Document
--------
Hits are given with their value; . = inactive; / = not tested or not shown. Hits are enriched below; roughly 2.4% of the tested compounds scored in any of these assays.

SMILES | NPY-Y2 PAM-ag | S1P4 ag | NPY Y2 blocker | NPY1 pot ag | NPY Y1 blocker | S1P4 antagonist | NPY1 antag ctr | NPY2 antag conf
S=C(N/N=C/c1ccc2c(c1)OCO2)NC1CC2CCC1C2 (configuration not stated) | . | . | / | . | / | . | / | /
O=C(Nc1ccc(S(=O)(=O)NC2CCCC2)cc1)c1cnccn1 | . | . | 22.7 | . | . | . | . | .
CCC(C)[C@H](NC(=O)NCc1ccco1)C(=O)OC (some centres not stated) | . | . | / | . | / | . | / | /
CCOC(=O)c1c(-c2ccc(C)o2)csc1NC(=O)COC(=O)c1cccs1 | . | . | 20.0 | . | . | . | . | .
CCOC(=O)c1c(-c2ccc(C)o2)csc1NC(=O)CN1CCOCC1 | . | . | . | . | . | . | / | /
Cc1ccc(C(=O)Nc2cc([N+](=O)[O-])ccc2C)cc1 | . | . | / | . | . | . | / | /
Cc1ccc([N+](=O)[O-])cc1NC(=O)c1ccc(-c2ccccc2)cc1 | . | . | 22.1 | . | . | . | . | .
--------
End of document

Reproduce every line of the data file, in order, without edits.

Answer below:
Hits are given with their value; . = inactive; / = not tested or not shown. Hits are enriched below; roughly 2.4% of the tested compounds scored in any of these assays.

SMILES | NPY-Y2 PAM-ag | S1P4 ag | NPY Y2 blocker | NPY1 pot ag | NPY Y1 blocker | S1P4 antagonist | NPY1 antag ctr | NPY2 antag conf
S=C(N/N=C/c1ccc2c(c1)OCO2)NC1CC2CCC1C2 (configuration not stated) | . | . | / | . | / | . | / | /
O=C(Nc1ccc(S(=O)(=O)NC2CCCC2)cc1)c1cnccn1 | . | . | 22.7 | . | . | . | . | .
CCC(C)[C@H](NC(=O)NCc1ccco1)C(=O)OC (some centres not stated) | . | . | / | . | / | . | / | /
CCOC(=O)c1c(-c2ccc(C)o2)csc1NC(=O)COC(=O)c1cccs1 | . | . | 20.0 | . | . | . | . | .
CCOC(=O)c1c(-c2ccc(C)o2)csc1NC(=O)CN1CCOCC1 | . | . | . | . | . | . | / | /
Cc1ccc(C(=O)Nc2cc([N+](=O)[O-])ccc2C)cc1 | . | . | / | . | . | . | / | /
Cc1ccc([N+](=O)[O-])cc1NC(=O)c1ccc(-c2ccccc2)cc1 | . | . | 22.1 | . | . | . | . | .